Architecture is more than just shelter – and to those of us who love historic buildings – architecture is more than just ornament. Architecture is imbued with symbolism by the people that create and shape it, and historic buildings serve as artifacts of the time in which they were built. In that way, historic buildings represent a physical expression of of a person’s status, or their values and backgrounds, and larger patterns as well, such as social interaction, land use, and community development. So how does the meaning of a house change when it becomes a ruin?
I’ve thought about a lot lately, mainly due to the proliferation of “abandoned” images across various social media platforms. People love pictures of abandoned historic houses, and sometimes the same Kentucky house crops up again and again. The circa 1860 Duncan Hall in Nelson County is one such popular subject.
The two-story, central passage, double pile dwelling was built 1860-1862 for Major Green Duncan, Nelson County Sheriff and a member of the Kentucky legislature. Duncan wasn’t choosing to be avant-garde with his choice of dwelling – the Greek Revival style was well-established in Bluegrass by that point. Clay Lancaster described the style as characterized by “bigness and simplicity compatible with American ambition and directness.”
That directness translated into large proportions and even the building material – brick was more labor-intensive and costly than wood, so a statement about the owner’s wealth was issued just from the exterior cladding. The intention and symbolism of Duncan Hall, when it was built, was one of wealth, power, prestige, (not to mention fashionable), designed to cement Duncan’s place in local society.
The central passage plan had become the fashionable house plan among Kentucky farmers some 20 years earlier. (Kentucky farmers with money, that is.) Interestingly, the names of the builders of Duncan Hall (even the name gives some hint as to how its owner wanted to portray himself) have survived: a member of the Batcheledor family, carpenters who designed and built many houses in the area, as well as Billy Riggs and Billy Gootlen. This is information that is usually lost over the years, unless family archives survive to recount more than just the occupants of a building.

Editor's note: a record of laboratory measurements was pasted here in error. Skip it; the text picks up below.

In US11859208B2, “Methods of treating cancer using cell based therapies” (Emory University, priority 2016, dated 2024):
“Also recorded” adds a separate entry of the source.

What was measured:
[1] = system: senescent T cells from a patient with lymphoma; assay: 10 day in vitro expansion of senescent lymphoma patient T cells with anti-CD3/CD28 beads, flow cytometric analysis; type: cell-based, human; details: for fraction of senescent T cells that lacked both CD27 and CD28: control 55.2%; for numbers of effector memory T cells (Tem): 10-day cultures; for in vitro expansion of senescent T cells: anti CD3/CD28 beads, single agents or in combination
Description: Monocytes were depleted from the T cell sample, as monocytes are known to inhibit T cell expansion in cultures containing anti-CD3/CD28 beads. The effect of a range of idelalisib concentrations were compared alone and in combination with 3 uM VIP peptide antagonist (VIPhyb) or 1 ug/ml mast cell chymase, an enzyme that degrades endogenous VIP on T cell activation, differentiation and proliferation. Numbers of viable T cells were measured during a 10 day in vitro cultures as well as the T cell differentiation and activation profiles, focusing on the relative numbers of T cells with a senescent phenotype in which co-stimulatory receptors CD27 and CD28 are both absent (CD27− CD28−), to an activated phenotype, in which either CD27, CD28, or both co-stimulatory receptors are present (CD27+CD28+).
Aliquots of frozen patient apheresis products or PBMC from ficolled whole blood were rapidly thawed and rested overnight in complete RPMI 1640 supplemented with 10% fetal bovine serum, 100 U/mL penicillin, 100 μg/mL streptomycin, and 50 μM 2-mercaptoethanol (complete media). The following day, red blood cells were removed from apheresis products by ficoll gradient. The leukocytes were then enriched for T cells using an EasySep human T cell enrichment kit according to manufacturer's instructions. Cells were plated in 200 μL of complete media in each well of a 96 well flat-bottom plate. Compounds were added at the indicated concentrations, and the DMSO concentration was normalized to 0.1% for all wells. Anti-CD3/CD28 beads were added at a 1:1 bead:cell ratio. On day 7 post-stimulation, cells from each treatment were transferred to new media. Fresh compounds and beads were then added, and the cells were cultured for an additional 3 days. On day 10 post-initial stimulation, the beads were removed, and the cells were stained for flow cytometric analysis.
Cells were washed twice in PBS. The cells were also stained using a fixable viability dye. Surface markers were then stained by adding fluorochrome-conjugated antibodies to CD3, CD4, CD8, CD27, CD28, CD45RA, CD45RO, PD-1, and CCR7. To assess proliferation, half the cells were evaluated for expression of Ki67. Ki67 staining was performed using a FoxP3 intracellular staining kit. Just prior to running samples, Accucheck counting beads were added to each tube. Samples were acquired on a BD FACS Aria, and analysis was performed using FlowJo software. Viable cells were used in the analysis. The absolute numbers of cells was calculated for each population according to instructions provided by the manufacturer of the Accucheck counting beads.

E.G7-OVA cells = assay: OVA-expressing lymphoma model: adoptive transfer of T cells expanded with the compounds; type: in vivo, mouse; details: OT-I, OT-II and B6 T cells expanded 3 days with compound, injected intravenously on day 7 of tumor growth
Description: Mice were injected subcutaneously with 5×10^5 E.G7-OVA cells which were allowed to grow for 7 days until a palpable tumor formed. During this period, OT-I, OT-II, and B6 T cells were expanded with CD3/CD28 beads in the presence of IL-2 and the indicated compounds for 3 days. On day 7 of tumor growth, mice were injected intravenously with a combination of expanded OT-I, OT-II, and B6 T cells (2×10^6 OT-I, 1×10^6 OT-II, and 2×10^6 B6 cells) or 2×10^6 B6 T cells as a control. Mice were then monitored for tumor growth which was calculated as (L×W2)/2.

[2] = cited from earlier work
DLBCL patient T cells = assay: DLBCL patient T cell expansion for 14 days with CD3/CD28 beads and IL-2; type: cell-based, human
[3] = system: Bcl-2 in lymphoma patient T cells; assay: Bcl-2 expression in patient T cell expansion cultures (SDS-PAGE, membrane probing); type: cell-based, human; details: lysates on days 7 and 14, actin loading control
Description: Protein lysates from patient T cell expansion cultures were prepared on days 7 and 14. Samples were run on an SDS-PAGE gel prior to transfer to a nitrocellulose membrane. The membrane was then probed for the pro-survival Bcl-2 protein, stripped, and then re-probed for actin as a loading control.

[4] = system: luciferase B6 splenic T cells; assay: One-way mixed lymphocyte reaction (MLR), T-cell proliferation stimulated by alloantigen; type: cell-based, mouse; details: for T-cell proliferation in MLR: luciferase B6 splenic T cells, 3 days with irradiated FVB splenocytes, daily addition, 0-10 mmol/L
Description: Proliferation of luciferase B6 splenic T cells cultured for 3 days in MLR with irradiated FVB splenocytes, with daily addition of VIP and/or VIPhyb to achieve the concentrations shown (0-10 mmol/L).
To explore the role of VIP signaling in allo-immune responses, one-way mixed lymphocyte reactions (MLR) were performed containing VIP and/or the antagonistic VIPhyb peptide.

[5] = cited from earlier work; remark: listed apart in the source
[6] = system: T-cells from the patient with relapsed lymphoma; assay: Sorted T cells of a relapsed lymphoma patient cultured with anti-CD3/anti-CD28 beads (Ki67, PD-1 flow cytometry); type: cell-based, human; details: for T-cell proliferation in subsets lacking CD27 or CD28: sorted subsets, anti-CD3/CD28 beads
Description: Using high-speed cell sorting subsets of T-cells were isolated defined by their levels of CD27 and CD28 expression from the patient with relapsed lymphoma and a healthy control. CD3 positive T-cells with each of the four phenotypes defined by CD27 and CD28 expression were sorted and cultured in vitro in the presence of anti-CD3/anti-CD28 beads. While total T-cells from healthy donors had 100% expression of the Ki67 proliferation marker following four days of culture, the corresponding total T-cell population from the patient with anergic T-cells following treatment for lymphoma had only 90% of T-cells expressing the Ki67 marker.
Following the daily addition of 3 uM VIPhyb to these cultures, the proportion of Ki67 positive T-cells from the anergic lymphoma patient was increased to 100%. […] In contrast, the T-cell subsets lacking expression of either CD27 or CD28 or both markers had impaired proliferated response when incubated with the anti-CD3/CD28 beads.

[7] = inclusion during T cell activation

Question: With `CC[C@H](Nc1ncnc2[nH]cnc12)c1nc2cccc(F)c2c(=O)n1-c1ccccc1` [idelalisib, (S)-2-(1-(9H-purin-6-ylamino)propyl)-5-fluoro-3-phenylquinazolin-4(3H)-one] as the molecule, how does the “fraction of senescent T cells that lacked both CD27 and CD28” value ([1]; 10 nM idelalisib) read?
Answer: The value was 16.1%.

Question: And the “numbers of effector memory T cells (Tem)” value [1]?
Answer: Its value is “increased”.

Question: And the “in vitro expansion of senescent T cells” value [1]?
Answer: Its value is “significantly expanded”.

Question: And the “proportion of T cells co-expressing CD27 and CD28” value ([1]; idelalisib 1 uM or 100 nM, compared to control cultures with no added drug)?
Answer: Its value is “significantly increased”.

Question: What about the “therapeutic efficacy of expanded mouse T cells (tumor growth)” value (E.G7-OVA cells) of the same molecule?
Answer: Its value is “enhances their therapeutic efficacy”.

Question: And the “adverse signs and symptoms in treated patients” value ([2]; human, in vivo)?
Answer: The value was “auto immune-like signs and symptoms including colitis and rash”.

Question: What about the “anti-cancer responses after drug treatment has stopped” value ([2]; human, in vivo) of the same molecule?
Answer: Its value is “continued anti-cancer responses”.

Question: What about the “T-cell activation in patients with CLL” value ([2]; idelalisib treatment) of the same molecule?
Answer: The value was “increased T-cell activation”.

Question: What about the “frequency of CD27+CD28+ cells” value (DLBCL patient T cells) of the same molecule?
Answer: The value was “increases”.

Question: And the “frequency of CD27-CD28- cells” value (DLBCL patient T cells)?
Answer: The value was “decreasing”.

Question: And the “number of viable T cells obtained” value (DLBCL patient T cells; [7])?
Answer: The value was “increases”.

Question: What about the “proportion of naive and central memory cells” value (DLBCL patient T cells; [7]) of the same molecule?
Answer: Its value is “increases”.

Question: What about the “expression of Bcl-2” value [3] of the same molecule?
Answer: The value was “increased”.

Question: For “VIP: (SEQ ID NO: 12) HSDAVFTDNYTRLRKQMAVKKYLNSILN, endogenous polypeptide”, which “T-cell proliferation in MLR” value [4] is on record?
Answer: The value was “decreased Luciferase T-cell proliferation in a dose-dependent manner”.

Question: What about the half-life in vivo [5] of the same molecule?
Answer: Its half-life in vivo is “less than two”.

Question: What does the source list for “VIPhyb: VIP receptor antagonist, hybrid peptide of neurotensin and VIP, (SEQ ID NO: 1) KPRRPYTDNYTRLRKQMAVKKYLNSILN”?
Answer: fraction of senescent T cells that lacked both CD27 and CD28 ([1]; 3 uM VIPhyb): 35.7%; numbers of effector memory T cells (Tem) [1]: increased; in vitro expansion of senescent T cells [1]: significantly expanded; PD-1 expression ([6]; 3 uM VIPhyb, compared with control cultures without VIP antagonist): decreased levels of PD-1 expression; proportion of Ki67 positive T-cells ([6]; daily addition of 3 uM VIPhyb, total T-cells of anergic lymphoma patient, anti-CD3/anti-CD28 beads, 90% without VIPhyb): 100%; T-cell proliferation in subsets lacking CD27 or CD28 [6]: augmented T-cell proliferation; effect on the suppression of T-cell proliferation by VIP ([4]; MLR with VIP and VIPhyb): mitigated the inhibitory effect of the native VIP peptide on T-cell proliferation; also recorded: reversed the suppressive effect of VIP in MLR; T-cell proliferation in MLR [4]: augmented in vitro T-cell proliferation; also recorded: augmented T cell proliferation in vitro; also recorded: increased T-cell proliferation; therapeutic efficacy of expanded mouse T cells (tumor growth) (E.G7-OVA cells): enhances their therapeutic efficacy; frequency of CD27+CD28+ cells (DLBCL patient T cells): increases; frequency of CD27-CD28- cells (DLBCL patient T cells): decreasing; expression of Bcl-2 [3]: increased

The scale of the house is evident even in the husk that remains. Vacant since the 1990s, lightning struck the abandoned house on August 2, 2009; the resulting fire rendering an evocative shell easily seen from the road.
Now its vacant window openings and haunting visage joins countless other abandoned buildings scattered across the Internet – linked by hashtags and emoticons (#abandoned appears in 4,362,046 posts on Instagram today, while #abandonedplaces has popped up in 1,581,554 posts) and a voyeuristic view of decay.
Ruins have long intrigued people and been a popular subject for artists for centuries. There is a romance linked to symbols of the ephemeral nature of all things, and artists’ depictions of ruins (one of my favorites is J.M.W. Turner’s depiction of Tintern Abbey) highlight the sentimental. The rise and fall of Rome touches a chord with many people – and tourists have flocked to those ruins for much, much longer than the websites chronicling the “ruin” of cities like Detroit.
I wonder, however, how much the posting of abandoned houses like this one actually engages the viewers? What meaning do they take away from heaps of buildings being reclaimed by twining vegetative matter? Is the reaction only one of adjectives (creepy? eerie! spooky! haunted!) or is there any sense of the layers of history and lives that once shaped and existed in these places? And is any trace of the original “message” of the building still left? That assumes, of course, that there was one intent and only one layer of symbolism associated with Duncan Hall – my reading of the house as it was is an indicator of my own values, background, and experience.
Recently, I posted a photograph of a historic one-seat privy on Facebook (it too, long abandoned). Privies served as trash pits for generations and are today valuable data mines for archaeologists. Will we as a culture be known only by what we throw away?
I don’t linger long on abandoned house sites – if only because I don’t care to dwell on how much has been lost by the slow crumble of a physical structure. The allure of moldering piles is understood (I wouldn’t be in this profession if I wasn’t possessed of a healthy imagination) – but I think the bigger question is not why, but how. How do we adding to the cult of the abandoned, and work together to keep our communities and historic buildings functioning, healthy, and adapted for many more decades of useful functionality – I prefer a #preservationwin or #adaptivereuse hashtag over #abandoned any day.
 Clay Lancaster, Antebellum Houses of the Bluegrass, 79.